Skip to main content

Coronavirus (COVID-19): Visitor Restrictions, Resources, and Updates

Explore URMC
menu
URMC / Labs / Carpizo Lab / Research Projects / Reversing the p53 Mutant Phenotype with a small molecule

 

Reversing the p53 Mutant Phenotype with a small molecule

Virtually all BRCA1 deficient breast cancers harbor mutations in TP53 suggesting that inactivation of p53 is a requirement for tumor progression. Our group along with the our collaborator, Dr. Shridar Ganesan (Rutgers Cancer Institute of New Jersey) was the first to demonstrate this dependency can be exploited therapeutically using Zinc Metallochaperones (ZMCs) to reactivate mutant p53 (PMID 30993195).  Loss of BRCA1 lead to an amplified activation signal on mutant p53 that enhanced p53 mediated apoptosis.   This has lead us to hypothesize that mutations in other DNA damage response pathway genes (i.e. BRCA2, ATM, ATR) will also render tumors highly sensitive to ZMC therapy.  Although PARP inhibitors (PARPi) have been shown to be effective in the treatment of BRCA1/2 deficient breast, ovarian and pancreatic cancers, acquired resistance is a major clinical problem and there is a pressing need to develop complementary, non-cross resistant therapeutic approaches.  We demonstrated that ZMCs in combination with either PARPi or Bcl-2 inhibitors (Bcl-2i) are highly effective (PMID: 31196889).  We hypothesize these combinations will not only be highly effective in ovarian/breast cancer but also prevent or delay acquired resistance.  This project has been funded by the Breast Cancer Research Foundation continuously since 2014.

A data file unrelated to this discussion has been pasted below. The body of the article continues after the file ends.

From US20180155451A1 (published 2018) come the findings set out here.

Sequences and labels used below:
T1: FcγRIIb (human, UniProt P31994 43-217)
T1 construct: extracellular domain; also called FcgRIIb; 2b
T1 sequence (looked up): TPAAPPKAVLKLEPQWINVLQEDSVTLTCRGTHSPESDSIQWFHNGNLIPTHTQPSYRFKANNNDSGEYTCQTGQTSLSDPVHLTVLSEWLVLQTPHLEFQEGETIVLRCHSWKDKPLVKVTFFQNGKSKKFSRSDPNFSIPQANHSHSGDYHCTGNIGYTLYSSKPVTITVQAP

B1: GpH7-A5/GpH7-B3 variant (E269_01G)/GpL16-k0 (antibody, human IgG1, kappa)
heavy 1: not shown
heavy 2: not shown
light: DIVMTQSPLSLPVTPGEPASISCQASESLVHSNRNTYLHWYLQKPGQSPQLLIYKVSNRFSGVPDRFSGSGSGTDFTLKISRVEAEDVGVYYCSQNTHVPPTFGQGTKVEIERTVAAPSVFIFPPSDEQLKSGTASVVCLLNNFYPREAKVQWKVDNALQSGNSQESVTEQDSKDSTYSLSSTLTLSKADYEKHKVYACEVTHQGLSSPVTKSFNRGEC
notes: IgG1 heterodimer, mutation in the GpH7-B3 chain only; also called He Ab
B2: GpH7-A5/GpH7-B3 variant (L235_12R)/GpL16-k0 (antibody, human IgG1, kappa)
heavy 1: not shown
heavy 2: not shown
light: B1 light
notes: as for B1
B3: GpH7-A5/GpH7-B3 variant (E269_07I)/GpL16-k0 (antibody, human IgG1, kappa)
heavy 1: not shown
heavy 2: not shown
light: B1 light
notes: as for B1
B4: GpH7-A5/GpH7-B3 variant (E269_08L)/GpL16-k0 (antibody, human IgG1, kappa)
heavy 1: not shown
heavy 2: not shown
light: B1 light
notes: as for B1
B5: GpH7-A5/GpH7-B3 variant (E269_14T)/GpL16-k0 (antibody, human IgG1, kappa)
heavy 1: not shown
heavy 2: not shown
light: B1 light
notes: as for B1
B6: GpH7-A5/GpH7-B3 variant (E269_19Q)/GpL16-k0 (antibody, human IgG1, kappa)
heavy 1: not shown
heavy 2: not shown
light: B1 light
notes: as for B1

« back to all projects